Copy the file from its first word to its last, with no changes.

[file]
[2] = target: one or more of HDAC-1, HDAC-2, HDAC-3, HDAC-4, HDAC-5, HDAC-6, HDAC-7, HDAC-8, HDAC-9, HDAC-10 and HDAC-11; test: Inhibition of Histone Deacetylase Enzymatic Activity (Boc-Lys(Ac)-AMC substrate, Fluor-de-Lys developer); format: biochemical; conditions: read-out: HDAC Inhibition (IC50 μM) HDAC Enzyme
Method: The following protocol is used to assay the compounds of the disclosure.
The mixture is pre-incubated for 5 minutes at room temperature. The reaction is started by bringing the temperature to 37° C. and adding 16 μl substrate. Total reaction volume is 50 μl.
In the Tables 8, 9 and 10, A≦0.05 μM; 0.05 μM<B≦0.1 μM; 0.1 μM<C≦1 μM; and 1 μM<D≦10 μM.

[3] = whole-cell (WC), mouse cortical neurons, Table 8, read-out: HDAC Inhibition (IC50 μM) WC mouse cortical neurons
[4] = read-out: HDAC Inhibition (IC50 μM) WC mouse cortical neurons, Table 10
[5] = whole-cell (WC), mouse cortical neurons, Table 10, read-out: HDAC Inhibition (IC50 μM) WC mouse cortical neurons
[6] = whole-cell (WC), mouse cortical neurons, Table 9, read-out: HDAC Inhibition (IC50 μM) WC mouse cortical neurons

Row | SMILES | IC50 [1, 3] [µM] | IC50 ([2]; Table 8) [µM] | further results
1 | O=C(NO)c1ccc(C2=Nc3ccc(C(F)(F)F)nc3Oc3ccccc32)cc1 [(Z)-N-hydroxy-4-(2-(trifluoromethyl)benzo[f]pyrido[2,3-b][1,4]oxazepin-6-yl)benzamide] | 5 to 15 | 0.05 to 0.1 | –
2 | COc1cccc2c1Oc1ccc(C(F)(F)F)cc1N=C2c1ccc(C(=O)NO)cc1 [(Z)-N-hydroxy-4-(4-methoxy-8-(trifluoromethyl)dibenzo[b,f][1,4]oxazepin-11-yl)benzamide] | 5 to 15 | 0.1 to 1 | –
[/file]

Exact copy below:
[2] = target: one or more of HDAC-1, HDAC-2, HDAC-3, HDAC-4, HDAC-5, HDAC-6, HDAC-7, HDAC-8, HDAC-9, HDAC-10 and HDAC-11; test: Inhibition of Histone Deacetylase Enzymatic Activity (Boc-Lys(Ac)-AMC substrate, Fluor-de-Lys developer); format: biochemical; conditions: read-out: HDAC Inhibition (IC50 μM) HDAC Enzyme
Method: The following protocol is used to assay the compounds of the disclosure.
The mixture is pre-incubated for 5 minutes at room temperature. The reaction is started by bringing the temperature to 37° C. and adding 16 μl substrate. Total reaction volume is 50 μl.
In the Tables 8, 9 and 10, A≦0.05 μM; 0.05 μM<B≦0.1 μM; 0.1 μM<C≦1 μM; and 1 μM<D≦10 μM.

[3] = whole-cell (WC), mouse cortical neurons, Table 8, read-out: HDAC Inhibition (IC50 μM) WC mouse cortical neurons
[4] = read-out: HDAC Inhibition (IC50 μM) WC mouse cortical neurons, Table 10
[5] = whole-cell (WC), mouse cortical neurons, Table 10, read-out: HDAC Inhibition (IC50 μM) WC mouse cortical neurons
[6] = whole-cell (WC), mouse cortical neurons, Table 9, read-out: HDAC Inhibition (IC50 μM) WC mouse cortical neurons

Row | SMILES | IC50 [1, 3] [µM] | IC50 ([2]; Table 8) [µM] | further results
1 | O=C(NO)c1ccc(C2=Nc3ccc(C(F)(F)F)nc3Oc3ccccc32)cc1 [(Z)-N-hydroxy-4-(2-(trifluoromethyl)benzo[f]pyrido[2,3-b][1,4]oxazepin-6-yl)benzamide] | 5 to 15 | 0.05 to 0.1 | –
2 | COc1cccc2c1Oc1ccc(C(F)(F)F)cc1N=C2c1ccc(C(=O)NO)cc1 [(Z)-N-hydroxy-4-(4-methoxy-8-(trifluoromethyl)dibenzo[b,f][1,4]oxazepin-11-yl)benzamide] | 5 to 15 | 0.1 to 1 | –